Before two people become engaged, it’s important for them to have honest conversations about the successes and failures that have led them to the moment they knew that marriage was the right step for their future. Each relationship is unique, but there are universal themes that every couple should discuss. Here are the five common questions I recommend couples ask before getting down on one knee.
What are your long-term goals?
When you’re in love, it can be hard to look over the horizon to the future. Why leave the here and now where everything is perfect? But life will keep moving, and it’s important to talk about where you see yourselves in the future to ensure that you can travel down that road together. Are your goals similar to your partner’s goals? Do you see yourself living in a specific area or having a specific job? Having this conversation allows you to plan the trip called life together, as one.
Are there absolutes in your relationship?
When it comes to relationships, everyone has deal breakers. The key to a healthy relationship is being open to expressing your deal breakers prior to your engagement. One of the biggest absolutes is whether or not you or your partner wants kids, and if so, how many. If you want a large family and your partner wants a dog instead, that may be an issue. Another big topic to cover is religion. Do you need your partner to share the same faith, or do you have a strong insistence on the children’s religious upbringing? Then of course there’s the ever-dreaded topic of politics. This may or may not be a deal breaker for you, but wouldn’t it be better to find out their political leanings now than at the next presidential election?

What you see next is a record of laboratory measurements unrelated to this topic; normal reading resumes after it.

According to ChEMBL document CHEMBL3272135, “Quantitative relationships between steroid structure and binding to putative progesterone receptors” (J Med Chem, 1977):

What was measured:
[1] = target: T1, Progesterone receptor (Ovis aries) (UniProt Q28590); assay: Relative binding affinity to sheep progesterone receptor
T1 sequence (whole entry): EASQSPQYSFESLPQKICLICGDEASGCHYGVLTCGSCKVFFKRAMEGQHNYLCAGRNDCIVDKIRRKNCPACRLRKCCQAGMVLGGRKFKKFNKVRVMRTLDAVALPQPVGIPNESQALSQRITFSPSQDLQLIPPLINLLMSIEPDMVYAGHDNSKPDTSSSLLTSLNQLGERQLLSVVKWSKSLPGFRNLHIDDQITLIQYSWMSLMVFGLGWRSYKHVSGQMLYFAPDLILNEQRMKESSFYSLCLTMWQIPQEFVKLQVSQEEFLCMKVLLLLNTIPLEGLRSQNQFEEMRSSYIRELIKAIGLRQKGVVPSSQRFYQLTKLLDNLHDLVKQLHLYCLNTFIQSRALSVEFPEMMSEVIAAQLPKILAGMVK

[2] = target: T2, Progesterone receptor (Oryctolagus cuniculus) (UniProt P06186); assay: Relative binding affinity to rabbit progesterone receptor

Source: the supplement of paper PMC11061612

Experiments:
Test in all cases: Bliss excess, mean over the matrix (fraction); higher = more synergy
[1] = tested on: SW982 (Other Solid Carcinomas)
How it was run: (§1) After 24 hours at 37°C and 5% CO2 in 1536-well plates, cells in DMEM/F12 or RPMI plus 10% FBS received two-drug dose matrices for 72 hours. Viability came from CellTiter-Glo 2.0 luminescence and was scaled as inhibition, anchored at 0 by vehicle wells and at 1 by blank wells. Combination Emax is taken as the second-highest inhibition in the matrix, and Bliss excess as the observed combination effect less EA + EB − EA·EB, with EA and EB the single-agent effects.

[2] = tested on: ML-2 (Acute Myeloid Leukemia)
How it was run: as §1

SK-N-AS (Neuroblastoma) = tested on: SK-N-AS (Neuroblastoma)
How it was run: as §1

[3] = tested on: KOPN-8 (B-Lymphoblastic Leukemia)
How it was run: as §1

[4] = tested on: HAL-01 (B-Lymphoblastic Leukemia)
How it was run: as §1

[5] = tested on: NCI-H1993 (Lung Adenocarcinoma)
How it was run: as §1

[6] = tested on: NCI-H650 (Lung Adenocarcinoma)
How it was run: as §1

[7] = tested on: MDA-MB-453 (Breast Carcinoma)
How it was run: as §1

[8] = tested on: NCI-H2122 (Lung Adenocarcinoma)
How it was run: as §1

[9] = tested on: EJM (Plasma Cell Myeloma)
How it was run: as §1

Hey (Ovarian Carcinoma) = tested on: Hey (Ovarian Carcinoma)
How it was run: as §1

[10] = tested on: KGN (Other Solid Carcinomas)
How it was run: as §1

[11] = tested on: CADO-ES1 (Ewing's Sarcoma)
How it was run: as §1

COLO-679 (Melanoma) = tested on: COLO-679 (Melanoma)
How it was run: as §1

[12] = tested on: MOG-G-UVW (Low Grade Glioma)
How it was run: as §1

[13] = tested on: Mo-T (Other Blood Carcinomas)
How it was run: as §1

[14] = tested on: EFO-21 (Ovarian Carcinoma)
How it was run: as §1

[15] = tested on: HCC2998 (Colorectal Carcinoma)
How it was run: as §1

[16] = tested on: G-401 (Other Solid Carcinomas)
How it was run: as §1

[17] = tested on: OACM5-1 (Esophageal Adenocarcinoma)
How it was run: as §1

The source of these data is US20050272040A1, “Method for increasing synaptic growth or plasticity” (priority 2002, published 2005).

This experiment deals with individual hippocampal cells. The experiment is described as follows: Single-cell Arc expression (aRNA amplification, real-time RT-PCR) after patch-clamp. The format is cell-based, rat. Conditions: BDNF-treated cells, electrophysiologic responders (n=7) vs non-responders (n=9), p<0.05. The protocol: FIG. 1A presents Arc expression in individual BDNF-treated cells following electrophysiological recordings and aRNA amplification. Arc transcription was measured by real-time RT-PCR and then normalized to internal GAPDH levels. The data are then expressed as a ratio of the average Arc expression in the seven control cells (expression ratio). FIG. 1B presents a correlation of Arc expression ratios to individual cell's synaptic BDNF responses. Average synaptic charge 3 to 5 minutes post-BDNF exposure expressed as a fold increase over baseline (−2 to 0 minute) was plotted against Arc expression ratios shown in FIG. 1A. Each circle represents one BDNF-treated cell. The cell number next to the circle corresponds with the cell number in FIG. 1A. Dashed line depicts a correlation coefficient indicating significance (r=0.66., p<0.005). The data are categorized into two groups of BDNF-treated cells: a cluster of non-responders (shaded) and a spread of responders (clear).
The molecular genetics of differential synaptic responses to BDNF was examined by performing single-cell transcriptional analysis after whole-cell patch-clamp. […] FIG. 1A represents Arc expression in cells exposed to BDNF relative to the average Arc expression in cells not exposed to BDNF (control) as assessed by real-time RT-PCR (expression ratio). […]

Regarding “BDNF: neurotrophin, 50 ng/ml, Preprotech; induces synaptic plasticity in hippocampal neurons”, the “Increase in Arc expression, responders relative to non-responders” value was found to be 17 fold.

While opposites attract, can you live with your differences?
I can tell you from experience, it’s nice to be married to someone who fills in my gaps and covers my weaknesses. I’m convinced that if I were married to someone just like me, it would be a disaster! Although opposites attract, sometimes your differences can become the thing you fight about the most. Take for example an extrovert who decides to marry an introvert. This may work beautifully and you may balance each other in group settings, but it can also blow up if one member of your team always feels left out when the other needs alone time. Bottom line, there are many things that make each of you different, and more than likely those things are what attracted you to one other. You just need to acknowledge how you’re different and ensure you can agree to use each other’s unique personalities to build a stronger relationship.
How do you feel about one another’s families?
Make sure that you know how you feel about each other’s families and just how much they are going to be a part of your new life together. You don’t want your first Thanksgiving to be a fight that doesn’t end until Cyber Monday! How much advice do you both agree is welcomed from your parents? Will any judgment hurled your way about your partner affect how you treat each other? After 23 years of marriage and raising a 19-year-old daughter, I can assure you that your parents will have a lot to say about the wedding, marriage, kids and life in general. Knowing where you stand will help you, I promise!
Why do you want to get married?
This is a must ask. Have you both really thought about why you want to take this next step? Is there family pressure, cultural pressure or even a biological clock that is ticking constantly in your mind? Of course, we would all love to think the answer to this question is that you found your life partner and best friend and can’t imagine life without each other—but you should find out either way. This is a deep question, but hey—this next step is forever, and knowing you‘re both in it for the right reasons is an amazing foundation.
After 20-plus years of helping couples at Robbins Brothers find the perfect ring to symbolize their dedication to each other, I’ve had the privilege of being part of many amazing conversations. Learning to open up and talk honestly with one another is a cornerstone of a happy marriage.